Rural hospitals less likely to adopt comprehensive EHRs

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Though most hospitals, even in rural areas, have now adopted electronic health records (EHRs), a “digital divide” is growing between larger hospitals and critical access facilities in rural areas.

A study, published in the Journal of the American Medical Informatics Association, found 80.5 percent of hospitals have at least a basic EHR. When it comes to more advanced capabilities, like patient engagement and performance measurement, adoption has been slower: only 37.5 percent of hospitals reported adopting at least eight of 10 functions related to performance measurement, and 41.7 percent of hospitals had adopted at least eight of 10 patient engagement functions.

Critical access hospitals were less likely to have those advanced functions or even a basic EHR. Adoption seemed tied to the size of the hospital, with 55.5 percent of hospitals with more than 400 beds having a comprehensive EHR. For hospitals with fewer than 100 beds—which would include all critical access facilities—the rate was just 33.7 percent.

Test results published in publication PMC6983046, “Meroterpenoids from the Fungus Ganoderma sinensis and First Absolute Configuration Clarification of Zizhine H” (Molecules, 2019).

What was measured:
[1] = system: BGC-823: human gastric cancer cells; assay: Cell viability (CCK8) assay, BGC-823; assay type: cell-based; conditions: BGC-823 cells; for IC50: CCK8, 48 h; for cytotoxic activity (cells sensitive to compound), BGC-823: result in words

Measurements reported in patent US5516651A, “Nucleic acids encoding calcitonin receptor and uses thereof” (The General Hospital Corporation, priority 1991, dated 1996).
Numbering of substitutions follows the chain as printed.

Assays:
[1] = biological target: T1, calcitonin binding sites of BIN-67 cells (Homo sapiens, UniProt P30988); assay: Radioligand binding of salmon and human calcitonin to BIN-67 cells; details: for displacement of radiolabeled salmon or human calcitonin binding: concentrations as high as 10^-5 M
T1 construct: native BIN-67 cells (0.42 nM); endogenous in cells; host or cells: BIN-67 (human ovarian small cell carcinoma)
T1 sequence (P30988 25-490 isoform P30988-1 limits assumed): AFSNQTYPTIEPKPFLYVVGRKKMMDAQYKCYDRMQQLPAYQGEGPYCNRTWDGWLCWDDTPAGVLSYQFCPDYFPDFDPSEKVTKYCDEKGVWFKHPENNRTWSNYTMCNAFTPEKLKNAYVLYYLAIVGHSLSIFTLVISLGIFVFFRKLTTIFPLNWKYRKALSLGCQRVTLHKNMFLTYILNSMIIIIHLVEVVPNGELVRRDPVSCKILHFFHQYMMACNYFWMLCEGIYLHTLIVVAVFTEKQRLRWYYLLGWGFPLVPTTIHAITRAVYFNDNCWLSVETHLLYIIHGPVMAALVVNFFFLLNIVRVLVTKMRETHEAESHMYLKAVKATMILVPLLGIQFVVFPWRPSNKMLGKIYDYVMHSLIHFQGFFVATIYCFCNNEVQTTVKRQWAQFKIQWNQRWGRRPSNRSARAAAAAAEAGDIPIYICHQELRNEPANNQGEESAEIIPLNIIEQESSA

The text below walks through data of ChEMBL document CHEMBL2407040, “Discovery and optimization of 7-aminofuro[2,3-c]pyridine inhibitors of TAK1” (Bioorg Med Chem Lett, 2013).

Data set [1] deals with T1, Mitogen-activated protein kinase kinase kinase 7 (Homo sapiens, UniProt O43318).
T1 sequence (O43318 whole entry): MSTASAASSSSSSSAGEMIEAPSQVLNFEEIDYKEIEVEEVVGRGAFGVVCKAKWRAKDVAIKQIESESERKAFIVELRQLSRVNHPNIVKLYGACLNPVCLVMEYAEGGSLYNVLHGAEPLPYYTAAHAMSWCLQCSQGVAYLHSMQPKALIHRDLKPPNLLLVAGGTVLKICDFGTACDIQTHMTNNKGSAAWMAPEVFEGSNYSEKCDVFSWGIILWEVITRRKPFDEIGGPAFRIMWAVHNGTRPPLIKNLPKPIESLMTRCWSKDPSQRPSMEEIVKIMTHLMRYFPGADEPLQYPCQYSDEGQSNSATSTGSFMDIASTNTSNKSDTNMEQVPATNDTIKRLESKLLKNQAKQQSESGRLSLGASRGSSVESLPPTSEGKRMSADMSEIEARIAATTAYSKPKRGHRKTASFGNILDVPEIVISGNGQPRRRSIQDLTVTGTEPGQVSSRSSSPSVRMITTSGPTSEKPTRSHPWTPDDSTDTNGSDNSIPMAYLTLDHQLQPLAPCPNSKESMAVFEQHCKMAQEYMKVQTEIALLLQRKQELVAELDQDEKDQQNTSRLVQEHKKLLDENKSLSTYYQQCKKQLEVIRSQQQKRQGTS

“While the Health Information Technology for Economic and Clinical Health Act resulted in widespread hospital EHR adoption, use of advanced EHR functions lags and a digital divide appears to be emerging, with critical-access hospitals in particular lagging behind,” wrote Julia Adler-Milstein, PhD, a health IT researcher at the University of Michigan, and coauthors. “This is concerning, because EHR-enabled performance measurement and patient engagement are key contributors to improving hospital performance.”

The high costs of adopting and implementing a more advanced EHR have become a fact of life for all hospitals and can lead to “significant financial risks” even for big facilities. Rural facilities, already strapped for cash, may not be able to bear the costs of upgrades.

Milstein and her coauthors suggested those critical access facilities pursue group purchasing arrangements to make buying more advanced EHRs more practical. For vendors, it recommended being more transparent about costs so these hospitals feel encouraged investing in more advanced capabilities will be worth the effort.